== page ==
Metaphor is one of the most fundamental figures of speech. Much of our everyday language is metaphorical in nature; we just don't always recognize the implicit comparisons that our most common expressions are making. A metaphor is a comparison of unlike things that seeks to identify the shared qualities of the things.

The critic I.A. Richards has provided a useful set of terms to describe the parts of a metaphor. The tenor is the "gist" or "point" of the metaphor, the phenomenon the metaphorical turn of phrase is trying to convey. The vehicle is the concept conveyed by the word or group of words that is used to make the explicit comparison.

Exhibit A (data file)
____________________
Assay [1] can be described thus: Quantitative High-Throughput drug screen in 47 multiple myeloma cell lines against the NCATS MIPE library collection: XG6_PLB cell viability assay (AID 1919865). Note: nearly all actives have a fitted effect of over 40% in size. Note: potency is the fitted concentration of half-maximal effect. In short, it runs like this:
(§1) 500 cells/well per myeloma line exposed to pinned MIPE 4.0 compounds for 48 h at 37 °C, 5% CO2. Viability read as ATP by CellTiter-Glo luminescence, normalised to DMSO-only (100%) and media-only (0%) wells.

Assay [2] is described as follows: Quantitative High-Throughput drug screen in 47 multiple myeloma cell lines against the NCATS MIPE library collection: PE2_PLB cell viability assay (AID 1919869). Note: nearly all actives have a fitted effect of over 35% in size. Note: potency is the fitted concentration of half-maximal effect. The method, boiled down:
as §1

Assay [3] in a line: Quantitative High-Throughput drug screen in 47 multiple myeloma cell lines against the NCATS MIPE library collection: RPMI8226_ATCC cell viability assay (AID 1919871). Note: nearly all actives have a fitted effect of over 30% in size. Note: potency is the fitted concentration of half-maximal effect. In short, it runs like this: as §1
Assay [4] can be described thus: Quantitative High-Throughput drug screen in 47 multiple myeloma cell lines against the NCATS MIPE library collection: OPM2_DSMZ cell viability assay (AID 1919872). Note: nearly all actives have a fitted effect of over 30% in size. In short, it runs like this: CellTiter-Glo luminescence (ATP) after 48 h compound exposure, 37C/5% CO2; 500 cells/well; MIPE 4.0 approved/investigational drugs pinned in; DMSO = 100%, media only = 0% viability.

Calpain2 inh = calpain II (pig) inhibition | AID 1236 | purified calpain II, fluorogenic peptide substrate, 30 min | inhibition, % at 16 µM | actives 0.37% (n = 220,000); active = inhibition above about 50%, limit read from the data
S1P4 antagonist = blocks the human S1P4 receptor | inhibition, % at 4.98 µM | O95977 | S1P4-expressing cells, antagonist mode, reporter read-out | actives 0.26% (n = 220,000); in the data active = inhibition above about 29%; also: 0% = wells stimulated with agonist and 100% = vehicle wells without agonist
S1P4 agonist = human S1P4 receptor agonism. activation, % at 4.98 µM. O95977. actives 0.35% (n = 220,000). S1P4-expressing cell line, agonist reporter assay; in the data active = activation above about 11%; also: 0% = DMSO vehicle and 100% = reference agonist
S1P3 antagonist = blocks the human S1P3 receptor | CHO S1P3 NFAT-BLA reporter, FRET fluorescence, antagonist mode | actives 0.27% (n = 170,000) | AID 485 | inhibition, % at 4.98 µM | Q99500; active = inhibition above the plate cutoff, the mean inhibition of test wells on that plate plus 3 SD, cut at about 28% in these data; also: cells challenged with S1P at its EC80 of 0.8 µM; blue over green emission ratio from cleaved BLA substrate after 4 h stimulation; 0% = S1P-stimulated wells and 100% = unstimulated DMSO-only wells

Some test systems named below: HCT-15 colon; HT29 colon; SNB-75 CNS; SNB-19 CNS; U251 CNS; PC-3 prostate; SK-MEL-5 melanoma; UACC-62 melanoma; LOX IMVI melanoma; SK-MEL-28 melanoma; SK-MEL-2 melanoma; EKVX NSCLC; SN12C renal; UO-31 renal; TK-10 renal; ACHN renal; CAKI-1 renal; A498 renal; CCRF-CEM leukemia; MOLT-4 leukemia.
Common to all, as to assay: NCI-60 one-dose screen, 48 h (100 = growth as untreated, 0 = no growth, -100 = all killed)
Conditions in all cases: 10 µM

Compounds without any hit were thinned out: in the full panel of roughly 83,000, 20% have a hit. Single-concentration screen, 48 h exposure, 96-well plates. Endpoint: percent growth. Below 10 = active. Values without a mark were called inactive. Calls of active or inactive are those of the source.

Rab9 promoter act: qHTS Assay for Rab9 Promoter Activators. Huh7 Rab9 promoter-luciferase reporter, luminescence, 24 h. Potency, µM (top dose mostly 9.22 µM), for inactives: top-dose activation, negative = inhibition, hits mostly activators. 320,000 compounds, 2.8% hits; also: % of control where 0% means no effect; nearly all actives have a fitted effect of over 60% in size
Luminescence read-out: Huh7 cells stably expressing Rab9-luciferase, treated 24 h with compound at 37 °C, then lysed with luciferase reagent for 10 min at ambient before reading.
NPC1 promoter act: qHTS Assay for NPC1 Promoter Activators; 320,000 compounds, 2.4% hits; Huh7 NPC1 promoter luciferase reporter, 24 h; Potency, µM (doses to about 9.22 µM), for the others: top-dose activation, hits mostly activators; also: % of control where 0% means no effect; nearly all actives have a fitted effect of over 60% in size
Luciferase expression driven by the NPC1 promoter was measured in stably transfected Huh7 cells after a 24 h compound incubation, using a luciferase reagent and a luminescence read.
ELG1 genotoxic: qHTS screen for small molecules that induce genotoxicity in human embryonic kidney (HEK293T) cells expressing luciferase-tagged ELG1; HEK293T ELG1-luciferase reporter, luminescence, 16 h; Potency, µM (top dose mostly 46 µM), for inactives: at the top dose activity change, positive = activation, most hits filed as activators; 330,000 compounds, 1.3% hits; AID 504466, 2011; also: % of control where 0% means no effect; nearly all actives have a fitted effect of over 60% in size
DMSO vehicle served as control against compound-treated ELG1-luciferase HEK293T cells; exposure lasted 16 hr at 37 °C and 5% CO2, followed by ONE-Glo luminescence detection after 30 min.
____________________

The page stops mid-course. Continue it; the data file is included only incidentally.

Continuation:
The expression "leaping heart" is an example of a special kind of metaphorical language: anthropomorphism, the attribution of human (or at least animate) characteristics to non-human and inanimate things. The heart, which has no legs, is described as "leaping": the rapid heartbeat of the passionate Narcissus is compared to a person (or some animate creature, perhaps a frog) jumping up and down.